FDA approves new nasal spray to reverse opioid overdoses

WASHINGTON — U.S. health regulators on Monday approved a new, easy-to-use version of a drug to reverse overdoses caused by fentanyl and other opioids at the root of the nation’s drug crisis.

Opvee is similar to naloxone, the life-saving drug that has been used for decades to quickly counter overdoses of heroin, fentanyl and prescription painkillers. Both work by blocking the effects of opioids in the brain, which can restore normal breathing and blood pressure in people who have recently overdosed.

The Food and Drug Administration has approved Opvee, an update to the nasal spray drug nalmefene, which was first approved as an injection in the mid-1990s but later pulled from the market due to poor sales. Naloxone comes as a nasal spray and injection.

It’s not immediately clear how the new drug will be used differently compared to naloxone, and some experts see potential downsides to its longer-acting effect. The drug will be available by prescription and is approved for patients 12 years and older.

In federally funded studies, Opvee achieved similar recovery results to Narcan, the leading brand of naloxone nasal spray.

Opvee was developed by Opiant Pharmaceuticals, which was recently acquired by rival Indivior, maker of several drugs for opioid addiction. Indivior plans to launch Opvee in October at the earliest.

As the opioid epidemic shifted toward fentanyl and other synthetic opioids, researchers in the pharmaceutical industry and the US government saw a new role for the drug.

Because fentanyl stays in the body longer than heroin and other opioids, some people may need multiple doses of naloxone over several hours to completely reverse an overdose.

Learn more: Inside America’s Emerging Xylazine Addiction Crisis

Scientists from the National Institutes of Health worked with pharmaceutical researchers on a nasal spray version of nalmefene that would quickly resuscitate users, while protecting them from relapses. The testing and development was funded by more than $18 million in grants from the US government’s Biomedical Advanced Research and Development Authority and the NIH, which also helped design the studies.

“The goal was to have a drug that would last longer but also get to the brain very quickly,” said Dr. Nora Volkow, director of the National Institute on Drug Abuse.

Still, some experts see potential downsides.

A side effect of all opioid reversal medications is that they create intense withdrawal symptoms, including nausea, diarrhea, muscle cramps, and anxiety. With naloxone, these symptoms can last 30 to 40 minutes.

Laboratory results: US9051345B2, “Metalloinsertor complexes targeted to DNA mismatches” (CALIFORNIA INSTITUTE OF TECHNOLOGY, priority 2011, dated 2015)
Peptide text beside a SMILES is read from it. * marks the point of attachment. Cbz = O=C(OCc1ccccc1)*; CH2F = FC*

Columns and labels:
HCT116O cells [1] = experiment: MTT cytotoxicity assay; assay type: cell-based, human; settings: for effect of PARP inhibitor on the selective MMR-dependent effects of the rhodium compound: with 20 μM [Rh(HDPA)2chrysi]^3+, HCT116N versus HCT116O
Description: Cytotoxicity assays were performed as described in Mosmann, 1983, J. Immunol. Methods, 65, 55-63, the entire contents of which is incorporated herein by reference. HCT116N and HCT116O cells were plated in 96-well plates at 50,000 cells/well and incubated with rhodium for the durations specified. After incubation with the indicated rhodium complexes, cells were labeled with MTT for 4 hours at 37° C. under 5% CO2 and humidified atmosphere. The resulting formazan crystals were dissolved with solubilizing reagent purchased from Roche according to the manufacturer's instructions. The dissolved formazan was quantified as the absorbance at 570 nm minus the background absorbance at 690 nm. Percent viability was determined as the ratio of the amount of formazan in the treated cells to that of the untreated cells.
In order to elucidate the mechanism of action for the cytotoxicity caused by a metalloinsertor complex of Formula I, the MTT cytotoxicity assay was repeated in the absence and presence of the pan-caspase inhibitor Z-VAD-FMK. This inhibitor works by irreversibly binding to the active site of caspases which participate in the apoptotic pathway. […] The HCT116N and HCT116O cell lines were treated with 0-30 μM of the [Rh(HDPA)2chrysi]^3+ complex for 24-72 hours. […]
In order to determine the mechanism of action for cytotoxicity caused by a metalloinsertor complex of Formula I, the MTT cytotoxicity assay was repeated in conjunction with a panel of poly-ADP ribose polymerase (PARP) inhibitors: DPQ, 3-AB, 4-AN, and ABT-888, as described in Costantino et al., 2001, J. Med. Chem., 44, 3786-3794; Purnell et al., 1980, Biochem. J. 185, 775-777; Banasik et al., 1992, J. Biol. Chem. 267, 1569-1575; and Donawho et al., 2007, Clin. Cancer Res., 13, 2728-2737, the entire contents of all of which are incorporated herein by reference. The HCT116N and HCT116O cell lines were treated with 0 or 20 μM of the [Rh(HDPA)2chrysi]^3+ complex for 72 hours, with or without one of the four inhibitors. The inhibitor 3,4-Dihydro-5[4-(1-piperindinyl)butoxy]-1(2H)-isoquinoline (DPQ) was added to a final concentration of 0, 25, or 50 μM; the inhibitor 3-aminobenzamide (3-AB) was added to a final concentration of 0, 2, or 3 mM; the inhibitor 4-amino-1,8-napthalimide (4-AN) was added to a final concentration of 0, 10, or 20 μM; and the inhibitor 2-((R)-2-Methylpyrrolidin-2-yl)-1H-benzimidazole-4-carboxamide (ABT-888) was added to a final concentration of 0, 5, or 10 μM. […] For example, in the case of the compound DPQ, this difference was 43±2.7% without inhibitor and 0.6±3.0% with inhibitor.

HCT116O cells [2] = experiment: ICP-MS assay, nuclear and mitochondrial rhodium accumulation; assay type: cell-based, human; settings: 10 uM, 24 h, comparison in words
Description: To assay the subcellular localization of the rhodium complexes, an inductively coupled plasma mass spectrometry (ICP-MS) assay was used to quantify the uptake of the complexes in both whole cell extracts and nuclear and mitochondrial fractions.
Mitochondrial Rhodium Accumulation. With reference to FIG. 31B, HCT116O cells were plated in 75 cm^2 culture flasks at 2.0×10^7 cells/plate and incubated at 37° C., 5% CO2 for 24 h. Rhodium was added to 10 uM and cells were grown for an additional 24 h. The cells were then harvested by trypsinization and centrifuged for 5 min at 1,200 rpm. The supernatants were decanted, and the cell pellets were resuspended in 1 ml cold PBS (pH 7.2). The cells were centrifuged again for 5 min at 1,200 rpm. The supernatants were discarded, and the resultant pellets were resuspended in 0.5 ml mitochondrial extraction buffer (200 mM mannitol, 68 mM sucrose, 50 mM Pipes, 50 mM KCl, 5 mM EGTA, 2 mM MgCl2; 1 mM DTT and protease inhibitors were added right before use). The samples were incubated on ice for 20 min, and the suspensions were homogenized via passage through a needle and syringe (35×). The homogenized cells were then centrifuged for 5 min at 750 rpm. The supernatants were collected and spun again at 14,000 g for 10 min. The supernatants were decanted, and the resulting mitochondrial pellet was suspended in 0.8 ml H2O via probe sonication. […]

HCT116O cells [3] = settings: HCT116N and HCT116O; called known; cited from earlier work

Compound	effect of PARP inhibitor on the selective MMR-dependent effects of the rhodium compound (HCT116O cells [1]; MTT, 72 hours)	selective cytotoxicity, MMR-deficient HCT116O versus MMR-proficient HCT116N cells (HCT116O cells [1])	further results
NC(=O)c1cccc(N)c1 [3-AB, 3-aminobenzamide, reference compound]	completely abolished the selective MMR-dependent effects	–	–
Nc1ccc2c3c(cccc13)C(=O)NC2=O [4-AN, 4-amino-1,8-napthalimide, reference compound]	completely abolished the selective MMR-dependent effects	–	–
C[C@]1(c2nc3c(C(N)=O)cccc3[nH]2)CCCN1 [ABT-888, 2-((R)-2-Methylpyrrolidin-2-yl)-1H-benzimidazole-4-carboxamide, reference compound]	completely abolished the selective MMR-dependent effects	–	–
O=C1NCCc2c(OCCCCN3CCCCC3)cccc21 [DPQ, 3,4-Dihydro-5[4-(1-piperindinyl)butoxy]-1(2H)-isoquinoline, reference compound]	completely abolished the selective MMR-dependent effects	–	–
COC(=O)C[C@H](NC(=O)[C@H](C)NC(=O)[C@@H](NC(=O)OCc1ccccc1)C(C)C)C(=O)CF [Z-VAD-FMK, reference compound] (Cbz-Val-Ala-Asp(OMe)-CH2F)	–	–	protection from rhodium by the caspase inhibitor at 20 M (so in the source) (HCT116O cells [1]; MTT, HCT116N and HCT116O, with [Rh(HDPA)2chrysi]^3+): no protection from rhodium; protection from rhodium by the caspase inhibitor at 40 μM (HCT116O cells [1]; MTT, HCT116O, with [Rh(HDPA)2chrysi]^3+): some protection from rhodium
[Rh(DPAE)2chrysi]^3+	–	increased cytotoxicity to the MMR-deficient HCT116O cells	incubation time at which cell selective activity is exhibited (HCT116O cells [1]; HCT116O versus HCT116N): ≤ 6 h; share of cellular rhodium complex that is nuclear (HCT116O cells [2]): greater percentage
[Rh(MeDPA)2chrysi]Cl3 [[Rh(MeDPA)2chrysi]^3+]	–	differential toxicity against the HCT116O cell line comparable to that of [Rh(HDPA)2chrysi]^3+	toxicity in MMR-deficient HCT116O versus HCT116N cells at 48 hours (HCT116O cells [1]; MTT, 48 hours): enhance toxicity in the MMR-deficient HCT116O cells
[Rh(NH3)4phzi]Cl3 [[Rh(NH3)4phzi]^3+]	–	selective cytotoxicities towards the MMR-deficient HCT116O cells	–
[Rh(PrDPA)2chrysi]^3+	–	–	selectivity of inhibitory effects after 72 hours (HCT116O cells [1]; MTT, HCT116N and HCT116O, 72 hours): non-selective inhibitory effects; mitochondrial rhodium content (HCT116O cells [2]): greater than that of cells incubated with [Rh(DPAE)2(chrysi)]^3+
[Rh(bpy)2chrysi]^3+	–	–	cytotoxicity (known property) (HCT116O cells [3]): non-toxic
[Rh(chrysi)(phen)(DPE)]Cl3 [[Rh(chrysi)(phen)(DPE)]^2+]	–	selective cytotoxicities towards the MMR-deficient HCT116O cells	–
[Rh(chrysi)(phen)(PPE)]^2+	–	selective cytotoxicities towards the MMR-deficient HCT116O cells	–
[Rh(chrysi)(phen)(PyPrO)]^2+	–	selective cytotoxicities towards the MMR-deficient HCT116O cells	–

Dr. Lewis Nelson of Rutgers University says these problems can last for six hours or more on nalmefene, requiring further treatment and support from medical professionals.

“The risk of long-term withdrawal is very real and we’re trying to avoid it,” said Nelson, an emergency physician and former FDA adviser on opioids.

Nelson said it was easy enough to give a second or third dose of naloxone if it wore off.

“We don’t have a naloxone shortage where we have to use an alternative,” he said. “We have a lot of it and it works perfectly well.”

The FDA approval comes as drug overdose deaths rose slightly last year after two big leaps during the pandemic. More than 109,000 fatal overdoses were recorded in 2022, according to the latest figures from the Centers for Disease Control and Prevention.

More than two-thirds of those deaths were linked to fentanyl and other synthetic opioids, which have largely replaced heroin and prescription opioids.

Naloxone has long been at the center of government efforts to address the overdose crisis at the federal and local levels. Police, firefighters and other first responders regularly transport the drugs. And officials in all 50 states have ordered pharmacists to sell or dispense the drug without a prescription to anyone who wants it.

In the latest federal push, the FDA recently approved Narcan for sale over the counter. The change will allow the new version of the drug to be stocked in grocery stores, vending machines and other retail outlets. The nasal spray, which includes updated instructions for regular users, is set to launch this summer. Emergent Biosolutions has yet to announce pricing for the over-the-counter version.

Indivior said he was still considering billing for his medication. It will compete in the same market as naloxone, where most buyers are local governments and community groups who distribute to first responders and people at risk of overdose. Indivior told investors that Opvee could eventually generate annual sales of between $150 million and $250 million.

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